It seems unlikely that the BBC’s economics editor is unaware of these facts. How, then, can he maintain that inequality is a growing problem which demands urgent action to ensure ‘the future of the State’? The answer is that he ignores standard measures of inequality such as the Gini and 90/10 in favour of focusing on the income and wealth of the top one per cent. Indeed, at one point he concedes that since the early 1990s, ‘it’s really only the top 1% and the top 0.1% who’ve pulled away from the pack’.
It’s easy to forget just how recent is the preoccupation with the incomes of the one per cent, as opposed to the general distribution of income. It was not mentioned in the best-selling book on inequality, The Spirit Level (2009), for example (its authors preferred to use the 80/20 measure), but in recent years Thomas Piketty, Oxfam, Danny Dorling, the Occupy movement and others have put this percentile centre-stage. According to Dorling, in his book Inequality and the 1%, ‘only a tiny number of people – the 1 per cent – can really get rich at the expense of the rest’.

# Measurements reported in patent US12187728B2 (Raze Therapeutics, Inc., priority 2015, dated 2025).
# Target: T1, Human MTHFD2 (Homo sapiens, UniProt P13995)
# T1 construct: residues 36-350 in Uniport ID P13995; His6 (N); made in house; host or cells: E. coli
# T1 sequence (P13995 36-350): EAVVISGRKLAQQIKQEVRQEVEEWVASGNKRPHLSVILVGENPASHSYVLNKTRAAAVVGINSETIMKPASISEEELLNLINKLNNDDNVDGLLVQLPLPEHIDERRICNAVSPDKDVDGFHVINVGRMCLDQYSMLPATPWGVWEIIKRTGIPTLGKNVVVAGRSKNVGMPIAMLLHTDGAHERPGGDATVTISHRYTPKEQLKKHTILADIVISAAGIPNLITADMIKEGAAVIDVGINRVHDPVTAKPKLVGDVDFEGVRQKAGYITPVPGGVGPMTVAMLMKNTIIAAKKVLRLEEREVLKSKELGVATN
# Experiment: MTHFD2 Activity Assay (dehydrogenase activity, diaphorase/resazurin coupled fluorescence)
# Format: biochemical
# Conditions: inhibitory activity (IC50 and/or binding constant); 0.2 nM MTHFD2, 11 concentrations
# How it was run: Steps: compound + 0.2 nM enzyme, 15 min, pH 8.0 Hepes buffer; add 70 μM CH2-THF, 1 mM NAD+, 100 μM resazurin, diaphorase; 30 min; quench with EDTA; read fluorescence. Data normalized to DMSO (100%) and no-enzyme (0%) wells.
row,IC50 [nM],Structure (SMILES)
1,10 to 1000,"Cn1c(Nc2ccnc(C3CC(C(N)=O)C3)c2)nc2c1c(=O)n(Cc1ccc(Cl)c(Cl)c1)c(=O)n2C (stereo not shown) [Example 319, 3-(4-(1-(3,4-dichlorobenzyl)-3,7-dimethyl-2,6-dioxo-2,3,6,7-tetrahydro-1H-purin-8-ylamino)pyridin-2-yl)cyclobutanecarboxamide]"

It is not difficult to guess why left-wing writers in the UK have virtually abandoned the Gini coefficient in favour of focusing on the amount earned by the very richest. It is not easy to paint a picture of spiralling inequality when the main measure of inequality peaked before many of your readers were born. But there are problems with this approach, not least the fact that the Office for National Statistics doesn’t collect much data on the one per cent, and figures from other sources are not very robust. Nevertheless, if Thomas Piketty’s income database is any guide, the incomes of the top percentile do indeed seem to have grown faster than most at a time when the Gini coefficient has been flat or falling. In 1990, they had 9.8 per cent of all income. In 2007, they had 15.44 per cent.